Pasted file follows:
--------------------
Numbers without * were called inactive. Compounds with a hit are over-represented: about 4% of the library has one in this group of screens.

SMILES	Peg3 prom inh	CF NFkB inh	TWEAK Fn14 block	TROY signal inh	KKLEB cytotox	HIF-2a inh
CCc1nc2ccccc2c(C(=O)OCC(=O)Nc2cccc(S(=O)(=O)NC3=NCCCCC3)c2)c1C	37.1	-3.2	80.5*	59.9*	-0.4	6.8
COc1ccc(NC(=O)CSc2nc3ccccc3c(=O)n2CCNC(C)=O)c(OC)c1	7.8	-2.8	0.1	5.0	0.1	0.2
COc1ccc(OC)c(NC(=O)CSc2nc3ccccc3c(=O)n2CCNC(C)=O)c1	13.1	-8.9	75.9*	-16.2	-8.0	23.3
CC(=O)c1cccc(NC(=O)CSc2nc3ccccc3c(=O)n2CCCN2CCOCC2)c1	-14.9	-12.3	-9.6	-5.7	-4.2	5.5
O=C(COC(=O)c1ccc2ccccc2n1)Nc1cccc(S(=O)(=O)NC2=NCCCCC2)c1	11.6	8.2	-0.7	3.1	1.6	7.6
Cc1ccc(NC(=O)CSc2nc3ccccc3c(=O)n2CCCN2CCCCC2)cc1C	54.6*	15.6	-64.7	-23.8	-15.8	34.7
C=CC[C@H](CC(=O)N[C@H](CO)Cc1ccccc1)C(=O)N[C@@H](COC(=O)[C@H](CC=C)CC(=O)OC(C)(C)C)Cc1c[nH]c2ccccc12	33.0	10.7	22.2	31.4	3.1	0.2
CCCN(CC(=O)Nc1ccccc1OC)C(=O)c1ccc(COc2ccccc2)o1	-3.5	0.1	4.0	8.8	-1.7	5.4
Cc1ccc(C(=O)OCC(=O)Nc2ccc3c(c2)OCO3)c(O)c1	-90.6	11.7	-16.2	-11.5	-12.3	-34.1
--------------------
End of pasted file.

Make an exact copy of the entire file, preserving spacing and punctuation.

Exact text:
Numbers without * were called inactive. Compounds with a hit are over-represented: about 4% of the library has one in this group of screens.

SMILES	Peg3 prom inh	CF NFkB inh	TWEAK Fn14 block	TROY signal inh	KKLEB cytotox	HIF-2a inh
CCc1nc2ccccc2c(C(=O)OCC(=O)Nc2cccc(S(=O)(=O)NC3=NCCCCC3)c2)c1C	37.1	-3.2	80.5*	59.9*	-0.4	6.8
COc1ccc(NC(=O)CSc2nc3ccccc3c(=O)n2CCNC(C)=O)c(OC)c1	7.8	-2.8	0.1	5.0	0.1	0.2
COc1ccc(OC)c(NC(=O)CSc2nc3ccccc3c(=O)n2CCNC(C)=O)c1	13.1	-8.9	75.9*	-16.2	-8.0	23.3
CC(=O)c1cccc(NC(=O)CSc2nc3ccccc3c(=O)n2CCCN2CCOCC2)c1	-14.9	-12.3	-9.6	-5.7	-4.2	5.5
O=C(COC(=O)c1ccc2ccccc2n1)Nc1cccc(S(=O)(=O)NC2=NCCCCC2)c1	11.6	8.2	-0.7	3.1	1.6	7.6
Cc1ccc(NC(=O)CSc2nc3ccccc3c(=O)n2CCCN2CCCCC2)cc1C	54.6*	15.6	-64.7	-23.8	-15.8	34.7
C=CC[C@H](CC(=O)N[C@H](CO)Cc1ccccc1)C(=O)N[C@@H](COC(=O)[C@H](CC=C)CC(=O)OC(C)(C)C)Cc1c[nH]c2ccccc12	33.0	10.7	22.2	31.4	3.1	0.2
CCCN(CC(=O)Nc1ccccc1OC)C(=O)c1ccc(COc2ccccc2)o1	-3.5	0.1	4.0	8.8	-1.7	5.4
Cc1ccc(C(=O)OCC(=O)Nc2ccc3c(c2)OCO3)c(O)c1	-90.6	11.7	-16.2	-11.5	-12.3	-34.1